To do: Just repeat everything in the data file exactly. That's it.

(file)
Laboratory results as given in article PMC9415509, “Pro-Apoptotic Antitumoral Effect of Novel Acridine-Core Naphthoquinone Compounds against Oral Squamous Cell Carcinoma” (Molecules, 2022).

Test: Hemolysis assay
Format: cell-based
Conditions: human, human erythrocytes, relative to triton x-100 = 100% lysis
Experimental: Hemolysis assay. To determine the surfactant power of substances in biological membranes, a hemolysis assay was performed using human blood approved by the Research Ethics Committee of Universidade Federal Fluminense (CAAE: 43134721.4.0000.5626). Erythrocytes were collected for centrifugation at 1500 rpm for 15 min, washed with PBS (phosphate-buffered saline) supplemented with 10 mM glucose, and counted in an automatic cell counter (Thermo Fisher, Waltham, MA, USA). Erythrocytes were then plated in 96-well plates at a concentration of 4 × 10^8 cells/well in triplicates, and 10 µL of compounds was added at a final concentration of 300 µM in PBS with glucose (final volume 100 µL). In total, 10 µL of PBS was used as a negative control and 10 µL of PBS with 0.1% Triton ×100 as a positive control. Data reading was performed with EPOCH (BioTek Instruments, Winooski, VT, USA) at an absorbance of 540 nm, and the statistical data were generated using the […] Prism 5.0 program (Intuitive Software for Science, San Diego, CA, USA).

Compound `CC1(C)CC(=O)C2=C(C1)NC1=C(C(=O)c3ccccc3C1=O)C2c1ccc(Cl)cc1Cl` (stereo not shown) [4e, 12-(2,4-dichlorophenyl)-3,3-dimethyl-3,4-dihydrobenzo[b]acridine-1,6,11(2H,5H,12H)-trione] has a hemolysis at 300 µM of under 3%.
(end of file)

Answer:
Laboratory results as given in article PMC9415509, “Pro-Apoptotic Antitumoral Effect of Novel Acridine-Core Naphthoquinone Compounds against Oral Squamous Cell Carcinoma” (Molecules, 2022).

Test: Hemolysis assay
Format: cell-based
Conditions: human, human erythrocytes, relative to triton x-100 = 100% lysis
Experimental: Hemolysis assay. To determine the surfactant power of substances in biological membranes, a hemolysis assay was performed using human blood approved by the Research Ethics Committee of Universidade Federal Fluminense (CAAE: 43134721.4.0000.5626). Erythrocytes were collected for centrifugation at 1500 rpm for 15 min, washed with PBS (phosphate-buffered saline) supplemented with 10 mM glucose, and counted in an automatic cell counter (Thermo Fisher, Waltham, MA, USA). Erythrocytes were then plated in 96-well plates at a concentration of 4 × 10^8 cells/well in triplicates, and 10 µL of compounds was added at a final concentration of 300 µM in PBS with glucose (final volume 100 µL). In total, 10 µL of PBS was used as a negative control and 10 µL of PBS with 0.1% Triton ×100 as a positive control. Data reading was performed with EPOCH (BioTek Instruments, Winooski, VT, USA) at an absorbance of 540 nm, and the statistical data were generated using the […] Prism 5.0 program (Intuitive Software for Science, San Diego, CA, USA).

Compound `CC1(C)CC(=O)C2=C(C1)NC1=C(C(=O)c3ccccc3C1=O)C2c1ccc(Cl)cc1Cl` (stereo not shown) [4e, 12-(2,4-dichlorophenyl)-3,3-dimethyl-3,4-dihydrobenzo[b]acridine-1,6,11(2H,5H,12H)-trione] has a hemolysis at 300 µM of under 3%.